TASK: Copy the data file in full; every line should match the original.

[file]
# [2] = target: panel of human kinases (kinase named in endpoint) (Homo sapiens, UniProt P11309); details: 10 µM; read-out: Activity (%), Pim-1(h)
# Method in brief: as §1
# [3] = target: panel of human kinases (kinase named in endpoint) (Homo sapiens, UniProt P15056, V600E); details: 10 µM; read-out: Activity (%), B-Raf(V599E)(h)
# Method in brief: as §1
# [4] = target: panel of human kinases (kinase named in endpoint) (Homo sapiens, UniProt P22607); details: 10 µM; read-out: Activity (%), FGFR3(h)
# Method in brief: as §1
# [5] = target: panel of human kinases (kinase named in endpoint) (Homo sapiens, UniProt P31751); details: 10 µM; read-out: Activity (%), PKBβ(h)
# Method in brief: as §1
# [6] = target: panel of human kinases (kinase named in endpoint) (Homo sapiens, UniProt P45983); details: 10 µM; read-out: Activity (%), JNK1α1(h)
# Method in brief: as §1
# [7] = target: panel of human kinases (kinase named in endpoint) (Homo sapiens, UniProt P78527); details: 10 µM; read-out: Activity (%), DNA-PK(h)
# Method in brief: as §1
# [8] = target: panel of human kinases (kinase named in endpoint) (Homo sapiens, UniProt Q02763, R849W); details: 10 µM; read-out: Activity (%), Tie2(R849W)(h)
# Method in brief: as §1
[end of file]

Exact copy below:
# [2] = target: panel of human kinases (kinase named in endpoint) (Homo sapiens, UniProt P11309); details: 10 µM; read-out: Activity (%), Pim-1(h)
# Method in brief: as §1
# [3] = target: panel of human kinases (kinase named in endpoint) (Homo sapiens, UniProt P15056, V600E); details: 10 µM; read-out: Activity (%), B-Raf(V599E)(h)
# Method in brief: as §1
# [4] = target: panel of human kinases (kinase named in endpoint) (Homo sapiens, UniProt P22607); details: 10 µM; read-out: Activity (%), FGFR3(h)
# Method in brief: as §1
# [5] = target: panel of human kinases (kinase named in endpoint) (Homo sapiens, UniProt P31751); details: 10 µM; read-out: Activity (%), PKBβ(h)
# Method in brief: as §1
# [6] = target: panel of human kinases (kinase named in endpoint) (Homo sapiens, UniProt P45983); details: 10 µM; read-out: Activity (%), JNK1α1(h)
# Method in brief: as §1
# [7] = target: panel of human kinases (kinase named in endpoint) (Homo sapiens, UniProt P78527); details: 10 µM; read-out: Activity (%), DNA-PK(h)
# Method in brief: as §1
# [8] = target: panel of human kinases (kinase named in endpoint) (Homo sapiens, UniProt Q02763, R849W); details: 10 µM; read-out: Activity (%), Tie2(R849W)(h)
# Method in brief: as §1